Google, Santa Clara
When Google Inc. fired a software engineer for writing and distributing a controversial memo on gender diversity at the company, Google stepped on the very thin line that separates protected workplace speech from speech that creates a hostile work environment. Did Google come down on the legal side of the line?
Yes, was the unequivocal answer of Barbara Hoey, chairwoman of Kelley Drye & Warren's labor and employment practice group in New York City. In the context of this memo, you do exactly what Google did. It's a no-brainer.
Jonathan Hyman's Ohio Employer Law blog also came down on the side of Google. Hyman is a partner at Meyers Roman in Cleveland.
Hyman wrote in a blog post that the employee is free to speak his mind (within limits), and Google is free to terminate him (within those same limits), but I believe that when an employee takes a stand against its employer's commitment to diversity, that employee has crossed the line, and the employer has no choice but to terminate.
But Aimee Delaney, a partner at Hinshaw & Culbertson was more circumspect. You as a general counsel just want to make the assessment to understand the risk, based on your own corporate culture and needs, Delaney said, declining to say if she would have fired him.
Delaney continued: You can still decide that firing is the decision worth making. Just do it with your eyes open. And I imagine Google did.
Firing any employee carries a risk of legal action, but terminating a worker who engaged in a highly public attack on his company's diversity policies carries added risk and engenders controversy, Delaney noted.
The brouhaha started in late July when the worker, James Damore, posted a 10-page memo to an internal Google site that questioned the company's gender diversity policies. The memo was widely posted on social media and has gone viral.
The company policy discussion in the memo, most lawyers agree, could arguably be considered protected concerted activity, which is sanctioned for employees under the National Labor Relations Act. But the memo went on to discuss why Damore believes women, on average, may not be biologically suited for roles in technology or leadership.
Damore cited as female traits neuroticism, a lower tolerance for stress and lack of assertiveness.
The memo has created a firestorm. First, Google, which has been subject to a U.S. Department of Labor inquiry that includes a look into possible compensation disparities disadvantaging women, fired Damore on Monday. And on Tuesday Google CEO Sundar Pichai sent out a companywide note explaining the dismissal.
Much of what is in that memo is fair to debate, Pichai's note said. However, portions of the memo violate our code of conduct and cross the line by advancing harmful gender stereotypes in our workplace.
The note added the code of conduct expects each Googler to do their utmost to create a workplace culture that is free of harassment, intimidation, bias and unlawful discrimination.
Damore could not be reached for comment Wednesday, but told the New York Times earlier that he probably would pursue legal action against Google.
The Times quoted an email from Damore that read: As far as I know, I have a legal right to express my concerns about the terms and conditions of my working environment and to bring up potentially illegal behavior, which is what my document does.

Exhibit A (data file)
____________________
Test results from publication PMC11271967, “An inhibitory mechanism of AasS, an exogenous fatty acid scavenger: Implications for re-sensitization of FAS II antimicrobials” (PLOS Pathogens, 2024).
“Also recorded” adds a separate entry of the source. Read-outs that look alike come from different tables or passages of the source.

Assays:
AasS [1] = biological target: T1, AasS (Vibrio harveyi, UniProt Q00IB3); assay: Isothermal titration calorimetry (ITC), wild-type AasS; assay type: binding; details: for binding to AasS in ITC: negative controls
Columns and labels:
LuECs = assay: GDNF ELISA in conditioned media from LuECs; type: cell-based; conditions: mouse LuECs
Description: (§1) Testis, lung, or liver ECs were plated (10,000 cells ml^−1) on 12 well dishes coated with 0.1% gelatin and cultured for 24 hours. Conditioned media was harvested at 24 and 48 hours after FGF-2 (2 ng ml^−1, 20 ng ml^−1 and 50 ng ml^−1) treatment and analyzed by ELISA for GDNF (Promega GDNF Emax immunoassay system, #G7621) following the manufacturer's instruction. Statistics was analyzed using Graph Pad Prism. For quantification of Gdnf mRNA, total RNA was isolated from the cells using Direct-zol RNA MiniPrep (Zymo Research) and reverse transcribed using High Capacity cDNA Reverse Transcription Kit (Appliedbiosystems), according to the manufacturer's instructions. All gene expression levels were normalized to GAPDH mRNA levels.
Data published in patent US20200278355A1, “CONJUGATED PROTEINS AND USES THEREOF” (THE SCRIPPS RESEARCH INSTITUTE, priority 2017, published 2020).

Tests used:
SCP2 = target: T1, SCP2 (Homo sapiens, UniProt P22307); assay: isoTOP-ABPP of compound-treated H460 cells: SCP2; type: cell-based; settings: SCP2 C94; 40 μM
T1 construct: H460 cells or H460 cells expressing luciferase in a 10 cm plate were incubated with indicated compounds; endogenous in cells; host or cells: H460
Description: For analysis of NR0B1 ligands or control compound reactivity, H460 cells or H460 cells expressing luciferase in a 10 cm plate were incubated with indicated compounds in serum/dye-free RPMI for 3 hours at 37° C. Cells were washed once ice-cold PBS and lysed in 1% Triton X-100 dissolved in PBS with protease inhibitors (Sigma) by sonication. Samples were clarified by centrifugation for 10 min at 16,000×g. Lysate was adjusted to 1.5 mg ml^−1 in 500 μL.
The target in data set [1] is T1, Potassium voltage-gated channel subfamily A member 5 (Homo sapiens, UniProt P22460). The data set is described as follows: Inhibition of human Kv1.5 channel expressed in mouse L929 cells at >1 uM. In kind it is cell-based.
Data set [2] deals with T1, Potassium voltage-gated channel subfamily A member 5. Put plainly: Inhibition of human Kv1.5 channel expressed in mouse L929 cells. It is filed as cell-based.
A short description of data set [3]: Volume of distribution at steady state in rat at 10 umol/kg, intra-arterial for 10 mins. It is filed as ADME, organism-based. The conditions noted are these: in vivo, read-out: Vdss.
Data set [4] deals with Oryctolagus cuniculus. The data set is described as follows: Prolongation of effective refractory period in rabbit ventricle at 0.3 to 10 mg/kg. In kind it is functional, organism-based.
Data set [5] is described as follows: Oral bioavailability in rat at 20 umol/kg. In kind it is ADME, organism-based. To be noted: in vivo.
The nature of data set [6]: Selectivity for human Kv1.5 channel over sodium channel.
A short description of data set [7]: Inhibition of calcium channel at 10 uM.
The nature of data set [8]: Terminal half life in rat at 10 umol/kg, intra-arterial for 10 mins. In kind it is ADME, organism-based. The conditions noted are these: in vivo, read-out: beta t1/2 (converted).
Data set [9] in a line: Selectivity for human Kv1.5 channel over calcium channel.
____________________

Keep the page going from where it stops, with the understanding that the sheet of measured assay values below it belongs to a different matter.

Damore also has reportedly filed a complaint with the National Labor Relations Board against his former employer.
Delaney of Hinshaw & Culbertson said part of a company's risk assessment in deciding how to proceed in this situation, would be to determine if the employee was engaged in speech and concerted activities that are protected under federal fair labor laws. But if the speech violates the company's code of conduct, then the company must take some action.
This legal scenario is not unusual, she said, regardless of the size of the company. This raises some unique issues, but over the last decade employers very frequently are dealing with employees posting something out in the universe of the internet that bleeds into the workplace, and they ask, 'Now what do we do?' she said.
Hoey said federal law allows an employee to make legitimate work complaints in a reasonable manner. I think he [Damore] failed on both counts, she said. His work complaint morphed into absolutely stereotyped statements about an entire class of people, she explained, and the way he chose to communicate it was inappropriate and disruptive of the workplace.
Whatever the legal analysis, this much is sure: the public controversy has catapulted Damore into the public spotlight.
On one side, WikiLeaks founder Julian Assange criticized Google's censorship and offered Damore a job.
A Harvard University scientist tweeted that, Google drives a big sector of tech into the arms of [President Donald] Trump: fires employee who wrote memo about women in tech jobs.
And U.S. Sen. John Cornyn, a Texas Republican, accused Google of being an ideological echo chamber that can't handle thoughtful critiques of its monoculture.
On the other side, Anita Hill, the U.S. feminist icon and of counsel at Cohen Milstein Sellers & Toll, urged women to take legal action. In an op-ed article in Tuesday's New York Times, Hill wroteabout the lack of diversity and equality in the tech industry.
The leaked Google memo should serve as an alert about how deeply and passionately anti-equality attitudes are held, her article said. It's time women in tech consider taking advantage of the law to disrupt the industry once and for all.
Contact Sue Reisinger at email@example.com.